Debbie graduated from Jack Yates Senior High School in Houston, TX in 1967. She graduated cum laude from Howard University in 1971 with a BFA in Classical Greek Literature, Speech, and Theater from Howard University. She used her experiences from attending Historically Black College Howard to inform her production and direction of the TV show “A Different World” (1987).

Although her parents divorced, Debbie remained extremely close to her father Arthur Allen, until his death. With Phylicia she has production company “D.A.D.” which stood for “Doctor Allen’s Daughters”. Her Pulitzer-nominated poet mother Vivian is, the artistic and free spirit that has influenced and encouraged the remarkable creativity that so marks Allen as a performer.

Daughter of dentist Arthur Allen and Pulitzer-prize nominated Vivan Ayers ( artist, poet, playwright, and publisher). Older siblings are jazz musician Tex (Andrew Arthur Allen Jr, born 1945) and actress Phylicia Ayers-Allen (Phylicia Rashad, born 1948), and brother Hugh Allen (real estate banker in North Carolina).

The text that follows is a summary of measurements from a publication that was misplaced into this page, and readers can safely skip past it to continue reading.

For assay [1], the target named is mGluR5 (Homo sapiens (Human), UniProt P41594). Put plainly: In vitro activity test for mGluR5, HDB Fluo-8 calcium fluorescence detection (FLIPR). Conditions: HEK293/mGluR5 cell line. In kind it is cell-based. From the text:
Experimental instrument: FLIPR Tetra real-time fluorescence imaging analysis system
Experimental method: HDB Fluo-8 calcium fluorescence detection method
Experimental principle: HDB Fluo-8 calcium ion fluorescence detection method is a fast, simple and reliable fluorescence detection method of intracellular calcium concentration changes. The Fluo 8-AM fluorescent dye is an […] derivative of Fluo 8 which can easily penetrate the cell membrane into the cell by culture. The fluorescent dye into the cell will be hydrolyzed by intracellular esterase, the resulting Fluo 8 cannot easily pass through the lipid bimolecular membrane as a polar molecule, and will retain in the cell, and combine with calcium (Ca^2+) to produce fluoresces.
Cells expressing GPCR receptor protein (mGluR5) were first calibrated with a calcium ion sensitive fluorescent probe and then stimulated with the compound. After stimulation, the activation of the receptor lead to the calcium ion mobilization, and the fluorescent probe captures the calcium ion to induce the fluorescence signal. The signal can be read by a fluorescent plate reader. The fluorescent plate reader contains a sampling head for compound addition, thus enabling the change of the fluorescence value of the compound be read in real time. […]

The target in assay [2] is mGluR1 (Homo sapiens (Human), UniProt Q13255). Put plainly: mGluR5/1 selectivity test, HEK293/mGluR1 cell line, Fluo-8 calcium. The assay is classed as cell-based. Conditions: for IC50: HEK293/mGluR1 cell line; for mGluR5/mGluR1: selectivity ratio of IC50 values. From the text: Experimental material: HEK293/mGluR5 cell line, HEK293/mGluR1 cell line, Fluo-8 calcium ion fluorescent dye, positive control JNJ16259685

Her husband, Norman Nixon, is a former NBA player with the Los Angeles Lakers and Los Angeles Clippers.

Received an Honorary doctorate from The North Carolina School of the Arts, the same institution that denied her admittance to its dance department when she was sixteen years old; she was told then that she had the wrong type of body for dance.

Has an Honorary doctorate from her alma mater Howard University.

Won 1992 & 1995 Essence Awards.

Won the first Lena Horne Award for Career Achievement at the Soul Train Lady of Soul Awards.

Has twice been nominated for Tony Awards: in 1980, as Best Actress (Featured Role -Musical) for a revival of “West Side Story,” and in 1986, as Best Actress (Musical) for playing the title character in a revival of Bob Fosse‘s “Sweet Charity.”